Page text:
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The Stigma of Mental Illness in the Faith Community

Our culture has undoubtedly perpetuated health and wellness within the past few decades. Every day, new articles are published––what to eat, what not to eat, how to work out, when to work out––and most recently, the subject of mental health has taken its seat next to physical wellbeing.

Depression and anxiety are two of the most common mental illnesses in the U.S and the two almost always go hand-in-hand. According to the Anxiety and Depression Association of America, generalized anxiety disorder (GAD) affects 6.8 million adults in the U.S., social anxiety disorder affects 15 million adults in the U.S. and major depressive disorder affects 16.1 million adults in the U.S.

Anxiety and depression clearly have a large impact. Unfortunately, they are only two of the many mental health disorders talked about in the world today.

More and more conversation in the media and among high-profile celebrities is circulating around mental health. Self-care is promoted and encouraged by physicians to regulate stress and prevent the development of mental disorders.

It seems everywhere I turn, mental health is being addressed—except for the Church.

This fact became evident to me after seeing a tweet from John Piper’s Desiring God ministries team. The account tweeted Feb. 6: “We will find mental health when we stop staring in the mirror and fix our eyes on the strength and beauty of God.”

If the simple solution to mental illness was focusing on God, then thousands of strugglers would be cured. The tweet expressed pure ignorance.

In my personal experience, struggling with mental health issues such as depression and anxiety meant one did not have a strong relationship with God. They were selfish and narcissistic. As I’ve grown older and had my fair share of personal struggles with mental health issues, I realized these issues have nothing to do with the person caught in the battle.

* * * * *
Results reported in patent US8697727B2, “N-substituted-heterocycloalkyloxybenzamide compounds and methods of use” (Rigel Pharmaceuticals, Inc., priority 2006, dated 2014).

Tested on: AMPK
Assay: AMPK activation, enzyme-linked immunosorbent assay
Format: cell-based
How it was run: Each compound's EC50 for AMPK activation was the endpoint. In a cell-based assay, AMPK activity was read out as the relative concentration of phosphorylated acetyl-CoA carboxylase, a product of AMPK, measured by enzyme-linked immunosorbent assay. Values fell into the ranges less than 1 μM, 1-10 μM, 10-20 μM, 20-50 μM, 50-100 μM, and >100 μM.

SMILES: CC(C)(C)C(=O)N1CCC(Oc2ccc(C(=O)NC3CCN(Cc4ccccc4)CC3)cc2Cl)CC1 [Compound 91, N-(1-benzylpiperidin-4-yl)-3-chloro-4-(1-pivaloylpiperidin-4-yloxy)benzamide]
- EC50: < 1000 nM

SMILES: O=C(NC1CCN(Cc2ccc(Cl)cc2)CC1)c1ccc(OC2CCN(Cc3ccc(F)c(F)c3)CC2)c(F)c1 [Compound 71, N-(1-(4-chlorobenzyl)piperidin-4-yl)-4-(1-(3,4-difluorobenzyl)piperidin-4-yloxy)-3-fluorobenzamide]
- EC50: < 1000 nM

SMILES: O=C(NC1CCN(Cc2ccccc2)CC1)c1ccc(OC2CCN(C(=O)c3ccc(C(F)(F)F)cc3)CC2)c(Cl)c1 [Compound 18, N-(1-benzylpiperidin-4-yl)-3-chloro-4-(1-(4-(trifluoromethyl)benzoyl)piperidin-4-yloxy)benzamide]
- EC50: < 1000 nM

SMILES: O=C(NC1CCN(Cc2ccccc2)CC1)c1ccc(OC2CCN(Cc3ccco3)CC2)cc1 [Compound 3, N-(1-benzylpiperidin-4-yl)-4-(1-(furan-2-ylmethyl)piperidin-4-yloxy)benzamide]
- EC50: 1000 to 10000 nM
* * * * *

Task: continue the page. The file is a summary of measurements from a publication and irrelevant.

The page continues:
I’ve encountered powerful spiritual leaders in my life who have been transparent about their struggles with mental health. These are some of the most influential Christian leaders who pour into God’s Word every day, pray, attend church, preach and lead groups of individuals to the love of Christ.

Look at the Bible for more proof. David, known as “a man after God’s own heart,” cries out to God in the depths of despair multiple times throughout the book of Psalms. Jeremiah, a man called by God to prophesize to the people of Israel, was known as “the weeping prophet.”

These are men we talk about in our church walls and admire for their leadership. I have no doubt they focused their minds on God day after day, but they still struggled.

Mental illness is not weak. Depression, anxiety, obsessive-compulsive disorder, bipolar disorder––these are not choices to make. If the Church would only look at the scientific studies surrounding them, they would see these struggles are not chosen. These battles are often due to chemical imbalances in the human brain.

I believe with God all things are possible, but I also believe this means God’s aid is sometimes in human hands. We have resources and medication available for those who struggle. Taking medication and receiving help is not weakness, nor does it mean one does not trust God.

God has given us the incredible power of modern medicine. Rather than dismissing it or arguing mental health is a “choice,” the Church needs to recognize this is a widespread issue, and we are two steps behind the rest of society.

 

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